Ken and Linda Gribek spent three days fitting together the puzzle pieces of sod that will one day become their lush, healthy lawn.
Linda Gribek (left) and her nephew BenTrotman, fit pieces of sod together in the front yard of Gribek's Clarks Hill home. She learned about laying sod at the Extension service seminar.
Photo by Valerie Rowell
The two - with a little help on the last day - laid 10,000-square-feet of St. Augustine sod around their home on 40-acres in Clarks Hill to keep the land from washing away, and from tracking Georgia red clay into the 2-year-old house.
With all the work that went into the new lawn, the Gribeks want to make sure it strongly establishes itself this fall and winter, so Mrs. Gribek attended Gardening at Lunch on Tuesday at the government complex.
The lunch seminar, held by the Columbia County Extension Service, focused on fall lawn care. Many homeowners do not know what to do with lawns in the fall and that is the source of many questions for County Extension Agent Charles Phillips .
Phillips discussed the most important aspects of fall lawn care including irrigation, weed control, fertilizing and overseeding.
"It was very timely for us to know what to spray," Gribek said. "The sod is a big expense and we want it to last and be healthy."
According to Phillips, the first step in any lawn care is a $5 soil test, which will let you know whether the pH needs to be adjusted and what, if any, type fertilizer the soil needs.
A fall fertilization is not recommended on warm season turf grasses such as bermuda, St. Augustine and Zoysia, the most popular kinds in this area. After Sept. 1, when days get shorter and temperatures are dropping, the grass is beginning to go dormant and not absorbing nutrients.
"In the winter, grass needs water," Phillips said. "It does not need as much, but it still needs water."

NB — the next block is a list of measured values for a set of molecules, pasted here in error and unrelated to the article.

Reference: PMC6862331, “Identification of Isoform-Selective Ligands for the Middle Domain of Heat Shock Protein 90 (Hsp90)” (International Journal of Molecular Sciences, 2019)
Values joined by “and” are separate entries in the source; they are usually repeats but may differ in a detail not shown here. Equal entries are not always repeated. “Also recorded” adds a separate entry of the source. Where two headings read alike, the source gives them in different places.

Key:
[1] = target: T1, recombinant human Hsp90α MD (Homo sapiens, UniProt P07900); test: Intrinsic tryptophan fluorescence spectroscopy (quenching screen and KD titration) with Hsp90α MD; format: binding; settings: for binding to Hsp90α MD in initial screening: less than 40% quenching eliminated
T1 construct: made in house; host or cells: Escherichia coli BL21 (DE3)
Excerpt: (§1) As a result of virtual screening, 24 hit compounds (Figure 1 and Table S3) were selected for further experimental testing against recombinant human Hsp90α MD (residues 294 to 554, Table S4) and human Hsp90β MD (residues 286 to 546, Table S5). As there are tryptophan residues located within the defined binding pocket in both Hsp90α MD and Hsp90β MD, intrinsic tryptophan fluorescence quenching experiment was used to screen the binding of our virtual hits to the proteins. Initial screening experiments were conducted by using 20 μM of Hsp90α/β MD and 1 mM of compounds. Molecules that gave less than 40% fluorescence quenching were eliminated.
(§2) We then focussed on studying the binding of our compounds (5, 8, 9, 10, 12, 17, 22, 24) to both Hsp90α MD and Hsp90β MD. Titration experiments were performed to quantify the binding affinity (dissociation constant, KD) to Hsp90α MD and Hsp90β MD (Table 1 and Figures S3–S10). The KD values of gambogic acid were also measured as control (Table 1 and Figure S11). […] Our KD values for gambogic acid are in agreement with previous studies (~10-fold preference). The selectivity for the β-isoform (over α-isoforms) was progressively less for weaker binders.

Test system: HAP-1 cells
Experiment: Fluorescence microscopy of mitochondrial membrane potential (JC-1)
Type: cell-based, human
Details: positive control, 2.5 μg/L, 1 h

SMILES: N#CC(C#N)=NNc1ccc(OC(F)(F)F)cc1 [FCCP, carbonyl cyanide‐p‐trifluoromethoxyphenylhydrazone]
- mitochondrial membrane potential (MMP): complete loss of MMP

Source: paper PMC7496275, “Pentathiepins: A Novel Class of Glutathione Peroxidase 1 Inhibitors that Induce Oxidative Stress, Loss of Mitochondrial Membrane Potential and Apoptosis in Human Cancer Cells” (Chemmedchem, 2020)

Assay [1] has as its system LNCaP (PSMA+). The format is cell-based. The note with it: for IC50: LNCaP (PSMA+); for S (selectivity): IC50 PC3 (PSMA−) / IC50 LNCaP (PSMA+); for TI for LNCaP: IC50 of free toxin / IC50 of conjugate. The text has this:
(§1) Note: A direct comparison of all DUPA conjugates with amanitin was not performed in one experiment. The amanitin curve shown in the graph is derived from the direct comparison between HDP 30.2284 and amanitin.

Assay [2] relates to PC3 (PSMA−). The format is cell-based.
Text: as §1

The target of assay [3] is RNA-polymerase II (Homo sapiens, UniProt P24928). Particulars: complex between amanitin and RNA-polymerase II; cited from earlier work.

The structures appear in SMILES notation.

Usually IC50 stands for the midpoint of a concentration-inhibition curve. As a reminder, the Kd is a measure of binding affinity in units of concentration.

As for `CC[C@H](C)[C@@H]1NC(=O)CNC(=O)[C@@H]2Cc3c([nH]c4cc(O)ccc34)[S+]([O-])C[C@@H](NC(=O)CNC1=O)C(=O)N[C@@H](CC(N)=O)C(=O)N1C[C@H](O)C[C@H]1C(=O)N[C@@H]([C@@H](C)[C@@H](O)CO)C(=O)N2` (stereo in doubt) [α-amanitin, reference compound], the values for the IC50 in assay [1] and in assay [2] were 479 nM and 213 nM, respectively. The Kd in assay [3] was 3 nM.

He has seen many lawns go without water through cooler months and others coddled too much with waterings every other day. Lawns should be watered with at least an inch of water soaking six-inches deep every 2-3 weeks during the fall and winter months to encourage a strong deep root system, Phillips said.
"The worst thing you can do for grass is water it every other day" Phillips said.
He said weed control is what he answers the most questions about. Spraying for winter weeds should be done by mid-October to keep them from sprouting and going to seed, he said. Gribek liked that Phillips specified what to spray for weeds on each type of grass. She paid attention to any tips that would help her new lawn survive.
She plans to wait until the spring to spray a pre-emergent herbicide, as a fall spraying may harm the establishing grass.
The seminar was the first of a monthly series of the topics that Phillips gets the most questions about. The next meeting will be Friday and will focus on pansies, winter's garden color.
Meetings are at the Government Complex Auditorium on Ronald Reagan Drive. They are free and open to the public, but lunch is not provided.
For more information, call (706) 868-3413.
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